Imagine the following: When the Canadian dollar was at US$0.85 in early 2015, you invested C$25,000 in a 1-year U.S. dollar GIC paying 0.50% interest. By the end of the GIC’s term in 2016, the loonie had plummeted to US$0.70. You then decided to convert the money back to Canadian dollars.
First, the good news. You’re clearly a currency rock star, having managed to get onboard the U.S. dollar just as it started a mighty ascent against the Canadian currency. As oil prices crashed, taking our dollar with it, you managed to profit.
You actually made more than $5,000 due to good timing. Here’s how we calculate this. We start by figuring out how many U.S. dollars were received by the initial conversion. In this case, it’s $25,000 multiplied by $0.85 which equals US$21,250. Next, we divide this figure by the exchange rate at the time the GIC matured ($21,250 / $0.70 = $30,357.14) and subtract the initial investment ($30,357.14 – $25,000 = $5,357.14). Not bad at all.
But now for the bad news. Once the money is converted back to Canadian funds, you’ll have to pay tax on your gains, according to Advisor.ca.
Importantly, only capital gains in excess of $200 are taxable by the Canada Revenue Agency (CRA). Subtracting the $200 exemption leaves you with a reportable capital gain of $5,157.14.
So how much tax will you have to pay? This depends on your income tax bracket. For the sake of argument, let’s say you live in Manitoba and earn $75,000 per year. In this case, you’d fall in the 37.9% tax bracket. However, because only 50% of capital gains are taxable, the taxable capital gain is half of that or $2,578.57. At the 37.9% marginal rate, it means you would owe $977.28.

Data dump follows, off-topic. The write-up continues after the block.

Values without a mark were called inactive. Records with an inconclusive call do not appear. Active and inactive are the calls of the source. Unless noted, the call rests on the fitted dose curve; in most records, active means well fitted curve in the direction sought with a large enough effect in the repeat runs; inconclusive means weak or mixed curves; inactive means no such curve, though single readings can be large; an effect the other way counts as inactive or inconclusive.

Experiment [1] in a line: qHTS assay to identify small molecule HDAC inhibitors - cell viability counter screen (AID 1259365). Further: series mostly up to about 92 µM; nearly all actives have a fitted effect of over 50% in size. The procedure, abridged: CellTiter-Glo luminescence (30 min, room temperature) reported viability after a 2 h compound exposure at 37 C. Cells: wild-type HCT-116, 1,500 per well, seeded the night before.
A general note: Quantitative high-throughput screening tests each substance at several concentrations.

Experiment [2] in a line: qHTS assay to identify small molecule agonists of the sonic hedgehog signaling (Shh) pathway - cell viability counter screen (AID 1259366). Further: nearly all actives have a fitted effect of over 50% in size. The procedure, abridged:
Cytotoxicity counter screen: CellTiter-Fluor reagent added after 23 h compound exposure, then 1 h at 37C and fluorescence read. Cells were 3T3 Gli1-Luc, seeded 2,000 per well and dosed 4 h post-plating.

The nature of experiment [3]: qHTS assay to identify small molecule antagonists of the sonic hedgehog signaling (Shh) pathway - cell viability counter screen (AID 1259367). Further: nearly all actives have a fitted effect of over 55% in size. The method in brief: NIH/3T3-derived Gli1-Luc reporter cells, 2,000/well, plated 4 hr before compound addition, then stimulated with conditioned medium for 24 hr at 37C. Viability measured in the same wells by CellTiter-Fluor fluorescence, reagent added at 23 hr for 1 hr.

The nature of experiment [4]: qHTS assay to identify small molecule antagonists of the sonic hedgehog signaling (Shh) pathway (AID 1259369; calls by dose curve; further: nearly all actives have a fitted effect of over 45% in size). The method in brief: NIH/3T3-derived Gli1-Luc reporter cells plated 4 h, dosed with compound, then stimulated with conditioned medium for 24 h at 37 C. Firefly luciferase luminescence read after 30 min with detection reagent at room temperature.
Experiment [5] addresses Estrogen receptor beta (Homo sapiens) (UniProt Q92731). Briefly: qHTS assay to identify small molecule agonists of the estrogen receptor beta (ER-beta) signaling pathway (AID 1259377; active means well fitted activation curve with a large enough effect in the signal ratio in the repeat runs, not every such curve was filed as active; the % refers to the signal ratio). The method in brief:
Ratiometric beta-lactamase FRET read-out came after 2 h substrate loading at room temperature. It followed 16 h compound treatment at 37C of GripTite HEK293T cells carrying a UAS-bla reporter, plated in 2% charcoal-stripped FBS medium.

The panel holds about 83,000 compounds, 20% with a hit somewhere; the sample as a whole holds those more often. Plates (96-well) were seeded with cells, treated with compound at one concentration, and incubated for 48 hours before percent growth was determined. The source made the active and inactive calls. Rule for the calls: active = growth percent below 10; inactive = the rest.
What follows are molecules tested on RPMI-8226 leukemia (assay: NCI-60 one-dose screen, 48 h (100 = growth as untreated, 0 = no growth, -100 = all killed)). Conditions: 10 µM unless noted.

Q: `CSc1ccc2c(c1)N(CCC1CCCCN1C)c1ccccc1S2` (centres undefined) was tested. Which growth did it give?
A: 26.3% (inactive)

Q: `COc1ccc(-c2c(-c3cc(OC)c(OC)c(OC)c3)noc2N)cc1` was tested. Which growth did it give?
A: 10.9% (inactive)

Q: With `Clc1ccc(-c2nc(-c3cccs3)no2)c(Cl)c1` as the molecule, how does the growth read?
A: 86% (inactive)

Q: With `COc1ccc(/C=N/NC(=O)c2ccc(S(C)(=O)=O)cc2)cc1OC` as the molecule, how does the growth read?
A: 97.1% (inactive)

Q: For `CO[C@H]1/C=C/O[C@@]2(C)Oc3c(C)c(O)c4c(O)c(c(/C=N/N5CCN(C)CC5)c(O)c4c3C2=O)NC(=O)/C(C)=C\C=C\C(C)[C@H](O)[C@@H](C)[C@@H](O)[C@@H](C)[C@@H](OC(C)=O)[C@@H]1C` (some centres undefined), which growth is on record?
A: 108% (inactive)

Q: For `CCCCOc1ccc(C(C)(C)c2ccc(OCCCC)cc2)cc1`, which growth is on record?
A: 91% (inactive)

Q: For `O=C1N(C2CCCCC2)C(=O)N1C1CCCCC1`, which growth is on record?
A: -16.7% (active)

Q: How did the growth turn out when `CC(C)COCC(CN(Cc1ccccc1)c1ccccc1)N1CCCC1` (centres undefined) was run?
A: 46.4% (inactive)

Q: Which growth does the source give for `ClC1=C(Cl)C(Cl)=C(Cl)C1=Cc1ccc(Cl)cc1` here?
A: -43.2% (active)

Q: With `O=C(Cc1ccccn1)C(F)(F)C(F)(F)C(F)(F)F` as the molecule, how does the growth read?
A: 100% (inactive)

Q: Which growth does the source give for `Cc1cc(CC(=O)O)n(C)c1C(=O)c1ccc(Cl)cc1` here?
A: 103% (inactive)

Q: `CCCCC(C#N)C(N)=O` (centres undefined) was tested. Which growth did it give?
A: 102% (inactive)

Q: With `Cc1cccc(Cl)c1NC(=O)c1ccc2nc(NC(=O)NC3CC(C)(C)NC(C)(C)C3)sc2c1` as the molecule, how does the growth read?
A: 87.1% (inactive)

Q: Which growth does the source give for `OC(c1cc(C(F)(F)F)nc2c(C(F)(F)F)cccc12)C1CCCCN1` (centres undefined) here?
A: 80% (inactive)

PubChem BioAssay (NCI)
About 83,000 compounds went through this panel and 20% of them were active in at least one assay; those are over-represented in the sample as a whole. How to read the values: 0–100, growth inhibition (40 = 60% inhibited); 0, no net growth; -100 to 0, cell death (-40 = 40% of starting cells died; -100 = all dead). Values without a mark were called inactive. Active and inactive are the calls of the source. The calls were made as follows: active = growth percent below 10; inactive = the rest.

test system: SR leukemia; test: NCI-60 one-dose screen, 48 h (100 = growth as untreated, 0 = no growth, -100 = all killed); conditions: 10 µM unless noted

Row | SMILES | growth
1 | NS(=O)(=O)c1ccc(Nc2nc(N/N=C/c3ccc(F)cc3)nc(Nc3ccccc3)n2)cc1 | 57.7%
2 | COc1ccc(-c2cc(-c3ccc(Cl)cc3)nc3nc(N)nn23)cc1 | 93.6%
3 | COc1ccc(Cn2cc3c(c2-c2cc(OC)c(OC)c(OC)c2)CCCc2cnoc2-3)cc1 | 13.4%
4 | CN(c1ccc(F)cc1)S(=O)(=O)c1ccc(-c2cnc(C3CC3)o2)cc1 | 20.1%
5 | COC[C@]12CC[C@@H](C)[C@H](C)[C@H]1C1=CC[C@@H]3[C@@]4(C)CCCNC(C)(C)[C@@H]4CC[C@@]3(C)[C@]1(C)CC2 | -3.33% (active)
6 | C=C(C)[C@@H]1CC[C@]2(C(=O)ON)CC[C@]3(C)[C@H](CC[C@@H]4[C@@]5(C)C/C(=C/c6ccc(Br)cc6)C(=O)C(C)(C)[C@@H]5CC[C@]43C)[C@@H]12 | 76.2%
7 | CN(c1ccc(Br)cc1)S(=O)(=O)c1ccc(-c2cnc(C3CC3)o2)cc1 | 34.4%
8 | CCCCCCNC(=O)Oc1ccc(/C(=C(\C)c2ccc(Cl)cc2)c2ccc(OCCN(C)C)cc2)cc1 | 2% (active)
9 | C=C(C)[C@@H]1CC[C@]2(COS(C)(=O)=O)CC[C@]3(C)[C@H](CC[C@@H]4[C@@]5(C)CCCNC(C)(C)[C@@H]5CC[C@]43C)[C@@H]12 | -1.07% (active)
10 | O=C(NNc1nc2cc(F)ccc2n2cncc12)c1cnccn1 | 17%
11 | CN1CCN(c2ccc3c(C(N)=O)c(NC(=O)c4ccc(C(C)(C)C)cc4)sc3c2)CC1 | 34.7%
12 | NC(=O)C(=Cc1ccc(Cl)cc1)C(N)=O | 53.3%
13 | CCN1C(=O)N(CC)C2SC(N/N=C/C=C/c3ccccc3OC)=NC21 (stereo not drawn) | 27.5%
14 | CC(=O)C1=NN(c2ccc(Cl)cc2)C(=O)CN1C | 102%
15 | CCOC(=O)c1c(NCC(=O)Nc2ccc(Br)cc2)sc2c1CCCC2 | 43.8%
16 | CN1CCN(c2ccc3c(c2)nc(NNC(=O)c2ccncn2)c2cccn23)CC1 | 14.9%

Keep in mind that you will also owe tax on the interest you earned from the U.S. dollar GIC. This is payable at your marginal tax rate. Assuming you were paid interest in one lump sum at the end of the term, you would earn US$212.5 ($21,250 x 1%). At the prevailing exchange rate, this equals $303.57 Canadian ($212.5 / $0.70). Multiplied by the marginal tax rate of 37.9% for Manitoba means you’ll pay $115.05 in tax on your interest earnings.
Here’s a summary of all the calculations involved in our scenario:
It’s worth remembering a few things with regards to foreign currency GICs and savings accounts. First, having to pay tax may seem like a pain but it also means you’ve made money. You’d much rather have a gain and owe tax than be sitting on a large capital loss. Second, if you’re interested in owning a U.S. dollar GIC, odds are you won’t make much in interest because rates tend to be paltry. Still, it’s not a bad idea to at least consider some currency diversification. If the Canadian dollar does continue to stumble (there are no guarantees, mind you), you’ll be glad you didn’t have all your eggs in one currency basket.